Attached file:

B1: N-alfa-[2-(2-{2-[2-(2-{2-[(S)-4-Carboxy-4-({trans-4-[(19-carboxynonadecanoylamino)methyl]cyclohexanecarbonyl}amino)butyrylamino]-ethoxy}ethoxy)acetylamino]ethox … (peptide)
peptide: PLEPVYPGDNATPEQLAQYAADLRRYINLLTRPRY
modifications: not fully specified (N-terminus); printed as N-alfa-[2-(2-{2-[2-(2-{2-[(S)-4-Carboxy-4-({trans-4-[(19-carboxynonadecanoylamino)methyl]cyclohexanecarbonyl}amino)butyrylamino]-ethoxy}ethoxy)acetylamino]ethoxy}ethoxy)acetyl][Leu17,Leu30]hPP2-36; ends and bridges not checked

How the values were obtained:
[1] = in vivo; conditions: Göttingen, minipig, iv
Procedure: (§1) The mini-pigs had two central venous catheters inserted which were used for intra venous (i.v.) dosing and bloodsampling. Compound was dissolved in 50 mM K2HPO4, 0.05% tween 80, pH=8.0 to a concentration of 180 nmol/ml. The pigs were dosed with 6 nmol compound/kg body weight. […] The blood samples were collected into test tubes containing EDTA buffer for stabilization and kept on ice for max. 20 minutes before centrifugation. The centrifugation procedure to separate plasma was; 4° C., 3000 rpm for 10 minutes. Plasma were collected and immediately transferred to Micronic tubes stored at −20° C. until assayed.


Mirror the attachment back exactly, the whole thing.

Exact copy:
B1: N-alfa-[2-(2-{2-[2-(2-{2-[(S)-4-Carboxy-4-({trans-4-[(19-carboxynonadecanoylamino)methyl]cyclohexanecarbonyl}amino)butyrylamino]-ethoxy}ethoxy)acetylamino]ethox … (peptide)
peptide: PLEPVYPGDNATPEQLAQYAADLRRYINLLTRPRY
modifications: not fully specified (N-terminus); printed as N-alfa-[2-(2-{2-[2-(2-{2-[(S)-4-Carboxy-4-({trans-4-[(19-carboxynonadecanoylamino)methyl]cyclohexanecarbonyl}amino)butyrylamino]-ethoxy}ethoxy)acetylamino]ethoxy}ethoxy)acetyl][Leu17,Leu30]hPP2-36; ends and bridges not checked

How the values were obtained:
[1] = in vivo; conditions: Göttingen, minipig, iv
Procedure: (§1) The mini-pigs had two central venous catheters inserted which were used for intra venous (i.v.) dosing and bloodsampling. Compound was dissolved in 50 mM K2HPO4, 0.05% tween 80, pH=8.0 to a concentration of 180 nmol/ml. The pigs were dosed with 6 nmol compound/kg body weight. […] The blood samples were collected into test tubes containing EDTA buffer for stabilization and kept on ice for max. 20 minutes before centrifugation. The centrifugation procedure to separate plasma was; 4° C., 3000 rpm for 10 minutes. Plasma were collected and immediately transferred to Micronic tubes stored at −20° C. until assayed.